MeningitisUpdated: 9 March 2023
Various strains of meningococcal bacteria cause a rare disease either by 'blood poisoning' (septicaemia) and/or 'meningitis' (infection of the membranes around the brain), both of which are potentially fatal.
Meningococci are transmitted by droplet aerosol or secretions from the nasopharynx of colonised persons. Close and prolonged contact – e.g. kissing, sneezing or coughing on someone, or living in close quarters, sharing eating/drinking utensils – facilitates the spread of the bacteria. The bacteria attach to and multiply on the mucosal cells of the nasopharynx. It is believed that 10–20 per cent of the population carries meningitis bacteria at any given time. In a small (less than 1 per cent) of colonised persons the organism penetrates the mucosal cells and enters the bloodstream causing disease as above.
Meningitis B* and ACWY vaccines are fully funded for NZ residents aged 13–25 years entering college accommodation.
We strongly recommend all students, particularly those living in residential colleges, be vaccinated against meningococcal disease before coming to Dunedin. Historically, there are at least one or two cases among students at the University of Otago annually. Vaccination will provide good levels of protection (73–100 per cent). Unfortunately there is not a single vaccine that covers all of these strains.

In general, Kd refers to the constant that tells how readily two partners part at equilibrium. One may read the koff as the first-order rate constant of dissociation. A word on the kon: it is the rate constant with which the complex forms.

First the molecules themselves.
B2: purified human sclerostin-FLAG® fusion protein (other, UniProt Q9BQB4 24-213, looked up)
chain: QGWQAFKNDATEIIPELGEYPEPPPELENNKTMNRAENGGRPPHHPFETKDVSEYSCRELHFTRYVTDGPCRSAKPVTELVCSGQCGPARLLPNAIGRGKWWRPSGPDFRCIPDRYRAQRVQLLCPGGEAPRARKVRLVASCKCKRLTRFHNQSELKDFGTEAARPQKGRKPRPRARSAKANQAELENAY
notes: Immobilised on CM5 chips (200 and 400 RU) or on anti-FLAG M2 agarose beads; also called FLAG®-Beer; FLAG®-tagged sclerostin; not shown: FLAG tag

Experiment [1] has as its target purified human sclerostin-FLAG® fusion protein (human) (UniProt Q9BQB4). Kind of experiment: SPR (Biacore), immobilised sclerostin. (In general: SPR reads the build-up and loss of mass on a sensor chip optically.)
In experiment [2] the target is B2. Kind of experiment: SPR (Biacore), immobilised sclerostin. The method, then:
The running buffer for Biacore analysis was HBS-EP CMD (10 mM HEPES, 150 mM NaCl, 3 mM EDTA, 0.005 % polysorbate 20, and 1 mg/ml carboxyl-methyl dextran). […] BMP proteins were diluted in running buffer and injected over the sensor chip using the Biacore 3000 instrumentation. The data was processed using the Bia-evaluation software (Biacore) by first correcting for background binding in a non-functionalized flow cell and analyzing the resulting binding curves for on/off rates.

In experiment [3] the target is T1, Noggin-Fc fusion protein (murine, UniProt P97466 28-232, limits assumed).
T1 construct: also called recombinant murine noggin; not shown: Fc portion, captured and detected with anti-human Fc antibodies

Three injections are required to provide optimal protection against current circulating strains of meningococcal disease: two of the meningitis B vaccine, which need to be at least eight weeks apart, and one of the meningitis ACWY vaccine.
For information regarding meningococcal disease and vaccines available, visit:
Meningococcal disease (including meningitis), Ministry of Health website
No vaccine is ever 100 per cent guaranteed to protect against disease. It is important that people who have symptoms suggestive of meningococcal disease or are seriously ill access medical care as soon as possible. Friends and flatmates should be ready to look after each other and know how to access urgent health care.
For more information about vaccine charges:
How much does it cost at Student Health?
Pertussis (Whooping Cough)
There has been an increase in pertussis in our community. Pertussis usually starts with cold symptoms and a mild cough and then progresses to a paroxysmal cough which can induce vomiting. It can last up to three months.
Young children and babies are most at risk of developing breathing problems, pneumonia and in some cases brain damage from pertussis.
If you have been in contact with someone who has probable or confirmed pertussis and/or you have symptoms of possible pertussis please see a GP as soon as possible.
Early treatment with antibiotics can reduce the severity of the disease and vaccination of close contacts reduces the spread of infection.
Current advice is that adults should be offered booster vaccination (not funded) especially those working with young children, pregnant women and babies.
Pregnant women should be offered vaccination in the last trimester of each pregnancy to protect their new-born.